Despite falls, no regions in Sydney are priced under $600k

By Leith van Onselen

The ridiculous lack of affordable housing in Sydney and Melbourne has been brought to light in a new report from CoreLogic.

Despite dwelling values in Sydney declining a hefty 8.4% since peak:

There is no region within Greater Sydney where the median dwelling value is below $600,000:

The situation isn’t much better in Melbourne, whose dwelling values have fallen 5.0% since peak:

Here, there are only two regions priced under $600,000, and only slightly.

The situation is obviously much better in the other major jurisdictions, where dwellings are comparatively far more affordable, but still unaffordable overall:

These smaller jurisdictions also have a higher share of detached housing, meaning buyers get more ‘bang for their buck’.

Regardless, housing affordability in Australia stinks, especially in Sydney and Melbourne.

Full report here.

Comments

    • DefinitelyNotTheHorribleScottMorrisonPM

      It’s a bad thing for entitled people who want to be given a free house on a large block 5 minutes from the CBD with no traffic on the road other than their car. So MB readers generally.

    • Because a lot of people own houses and expect to be able to sell them for significantly more than they bought them. Whereas electricity is owned by only a few companies.

    • It might never happen – real estate bubbles rarely burst unless there is accompanying unemployment. The reason is psychological, people hate realizing a loss.

      Say you borrow $1 million for a house, and it is now worth $800,000 you just keep paying off the mortgage and hope prices go up again. Selling it would require you pay in some cash to pay off the loan. This is cash you don’t have.

      • Except your scenario leaves out investors who have multiple IPs and are heavily indebted, hoping on prices always going up. Or boomers planning on selling to fund their retirement. Or owner occupiers on interest only loans of $1m being roller over to interest principle and suddenly have to come up with the extra cash… Extra cash that can’t be put back into the economy and then comes the unemployment for people?

      • I disagree on both points, Burgon. Leith has previously investigated the unemployment and house price link. In recent overseas busts, unemployment didn’t lead the price declines. See here.

        Regarding your “people hate realising a loss” argument:

        1. rising mortgage rates and the interest-only reset to P&I means some folk will be forced to sell, they can’t afford to keep paying the loan.

        2. there are plenty of households and investors with significant gains/equity, and plenty that don’t have a mortgage. This group won’t recognise a loss from a sale, and may choose to take profits before further price declines.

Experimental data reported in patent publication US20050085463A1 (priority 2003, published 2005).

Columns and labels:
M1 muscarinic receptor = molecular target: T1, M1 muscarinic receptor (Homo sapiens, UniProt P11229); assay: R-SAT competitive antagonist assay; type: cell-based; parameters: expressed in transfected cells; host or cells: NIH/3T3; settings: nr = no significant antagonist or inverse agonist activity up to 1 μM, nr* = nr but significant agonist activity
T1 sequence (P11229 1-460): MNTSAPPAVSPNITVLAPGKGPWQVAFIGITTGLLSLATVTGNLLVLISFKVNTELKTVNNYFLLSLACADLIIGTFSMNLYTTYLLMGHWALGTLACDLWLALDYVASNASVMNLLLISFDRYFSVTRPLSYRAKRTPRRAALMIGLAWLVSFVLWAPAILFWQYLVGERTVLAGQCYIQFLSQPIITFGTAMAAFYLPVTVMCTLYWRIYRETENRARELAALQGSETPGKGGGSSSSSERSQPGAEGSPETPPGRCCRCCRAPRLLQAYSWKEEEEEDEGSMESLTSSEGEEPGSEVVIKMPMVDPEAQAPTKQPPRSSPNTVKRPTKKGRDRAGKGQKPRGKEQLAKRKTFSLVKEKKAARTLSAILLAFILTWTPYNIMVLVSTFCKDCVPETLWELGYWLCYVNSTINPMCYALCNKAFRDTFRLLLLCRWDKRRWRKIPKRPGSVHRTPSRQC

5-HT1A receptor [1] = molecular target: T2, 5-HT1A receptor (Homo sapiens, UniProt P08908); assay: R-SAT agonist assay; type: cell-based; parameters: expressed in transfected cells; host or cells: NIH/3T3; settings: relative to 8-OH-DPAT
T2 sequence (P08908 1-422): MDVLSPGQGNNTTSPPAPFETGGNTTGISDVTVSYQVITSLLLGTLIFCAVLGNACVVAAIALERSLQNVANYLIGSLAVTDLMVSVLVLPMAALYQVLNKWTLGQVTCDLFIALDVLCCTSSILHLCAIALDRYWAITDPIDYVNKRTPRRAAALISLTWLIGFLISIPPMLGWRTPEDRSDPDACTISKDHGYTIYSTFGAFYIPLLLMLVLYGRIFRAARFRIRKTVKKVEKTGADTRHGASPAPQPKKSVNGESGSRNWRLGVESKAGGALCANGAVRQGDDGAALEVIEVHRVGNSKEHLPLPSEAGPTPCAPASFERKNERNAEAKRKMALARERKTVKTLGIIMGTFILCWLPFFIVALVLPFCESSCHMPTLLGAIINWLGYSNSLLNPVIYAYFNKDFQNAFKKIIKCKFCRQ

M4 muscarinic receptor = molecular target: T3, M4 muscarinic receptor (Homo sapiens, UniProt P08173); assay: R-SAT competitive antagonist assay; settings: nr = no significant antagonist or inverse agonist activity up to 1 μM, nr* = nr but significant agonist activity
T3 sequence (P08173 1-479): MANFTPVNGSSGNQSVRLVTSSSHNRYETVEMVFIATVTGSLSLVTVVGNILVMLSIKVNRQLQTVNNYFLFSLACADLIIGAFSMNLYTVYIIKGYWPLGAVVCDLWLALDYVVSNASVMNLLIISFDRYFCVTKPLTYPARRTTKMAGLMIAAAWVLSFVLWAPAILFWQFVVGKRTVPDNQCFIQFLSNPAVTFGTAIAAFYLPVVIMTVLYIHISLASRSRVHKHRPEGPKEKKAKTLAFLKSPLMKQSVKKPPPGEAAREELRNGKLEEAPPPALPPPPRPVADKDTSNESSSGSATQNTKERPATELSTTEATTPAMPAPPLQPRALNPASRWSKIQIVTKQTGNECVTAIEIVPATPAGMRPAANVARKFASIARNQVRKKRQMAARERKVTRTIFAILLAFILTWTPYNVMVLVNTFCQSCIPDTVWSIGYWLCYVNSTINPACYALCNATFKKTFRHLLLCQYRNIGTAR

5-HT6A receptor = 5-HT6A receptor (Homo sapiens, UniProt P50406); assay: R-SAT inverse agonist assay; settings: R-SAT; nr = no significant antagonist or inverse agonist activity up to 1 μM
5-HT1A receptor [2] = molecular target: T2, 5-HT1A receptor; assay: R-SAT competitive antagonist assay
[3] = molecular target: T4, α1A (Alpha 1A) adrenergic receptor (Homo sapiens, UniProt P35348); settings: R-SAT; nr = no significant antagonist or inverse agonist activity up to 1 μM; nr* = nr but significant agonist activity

3. prices are set by the marginal buyer and seller. So prices are going to be influenced by the portion of sellers who want/need to GTFO (see points 1 & 2), not by those that HODL (as per your post).

  1. They wont drop immediately as the property market works like a pond. The stone gets thrown in and the ripples spread out – so when premium areas start to drop in price down to the medium priced areas and medium buyers figure out they can now buy in a better suburb for the same price, then the medium priced areas start to drop. And so on down until the bottom areas are forced into becoming affordable. This is why foreign buyers in premium priced areas affected the housing market so much, they forced local buyers out into other suburbs who pushed those suburb prices up. Just watch the whole process reverse now.

  2. That’s why unemployment is so low. When the price of a house goes up by almost 100% 1 income is simply not enough. Whereas before a single average income was enough to buy a house and put a bit aside, now 2 average incomes is barely enough to stay afloat. They let the investors/foreigners rape the housing market so the prices are insanely overpriced. And now that more people have to work to be able to afford a place, unemployment goes down and the politicians get the credit.

    • That’s not how the unemployment figures work. Only people looking for work but unable to get it are counted as unemployed.
      If one income were enough to service the typical mortgage and lifestyle, more people would decide not to work (eg. to raise kids) but these people would not be counted as unemployed because they are not looking for work.

  3. Economists plot data AFTER the event suggesting that house prices fall first then jobs. However it is a mixed bag as my research back in 1990s found, as I was economics student and working in housing finance industry. Initially small number of jobs went, some couldnt cope and handed in their keys (despite what they want you to believe, if u have no other assets, no one chases you for balance), houses got sold at whatever the bank could get, prices started dropping, as prices started dropping in couple of areas, this affected prices in others which affected credit availability , which then affected jobs. That is why many believe first houses go then jobs. The truth is alot more complex. The poster above gave the analogy of throwing stone in the pond. That is spot on and applies to all inflated asset classes

      • Lol rj2k. Looks like it wont be needed with one more rate hike or P&I reversions next year.
        The million dollar question is what will policy makers do this time to stop it

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